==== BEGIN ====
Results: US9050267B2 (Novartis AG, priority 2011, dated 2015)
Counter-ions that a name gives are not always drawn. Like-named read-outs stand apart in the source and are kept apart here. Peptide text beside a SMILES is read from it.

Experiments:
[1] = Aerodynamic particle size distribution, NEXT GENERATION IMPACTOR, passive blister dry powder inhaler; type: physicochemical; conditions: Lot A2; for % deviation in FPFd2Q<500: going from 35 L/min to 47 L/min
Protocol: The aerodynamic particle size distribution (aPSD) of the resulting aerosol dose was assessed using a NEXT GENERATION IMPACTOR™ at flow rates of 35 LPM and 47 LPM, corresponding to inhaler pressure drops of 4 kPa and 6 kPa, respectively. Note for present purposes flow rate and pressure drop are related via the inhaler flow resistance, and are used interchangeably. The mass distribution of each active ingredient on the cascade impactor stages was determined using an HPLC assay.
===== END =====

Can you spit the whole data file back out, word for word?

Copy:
Results: US9050267B2 (Novartis AG, priority 2011, dated 2015)
Counter-ions that a name gives are not always drawn. Like-named read-outs stand apart in the source and are kept apart here. Peptide text beside a SMILES is read from it.

Experiments:
[1] = Aerodynamic particle size distribution, NEXT GENERATION IMPACTOR, passive blister dry powder inhaler; type: physicochemical; conditions: Lot A2; for % deviation in FPFd2Q<500: going from 35 L/min to 47 L/min
Protocol: The aerodynamic particle size distribution (aPSD) of the resulting aerosol dose was assessed using a NEXT GENERATION IMPACTOR™ at flow rates of 35 LPM and 47 LPM, corresponding to inhaler pressure drops of 4 kPa and 6 kPa, respectively. Note for present purposes flow rate and pressure drop are related via the inhaler flow resistance, and are used interchangeably. The mass distribution of each active ingredient on the cascade impactor stages was determined using an HPLC assay.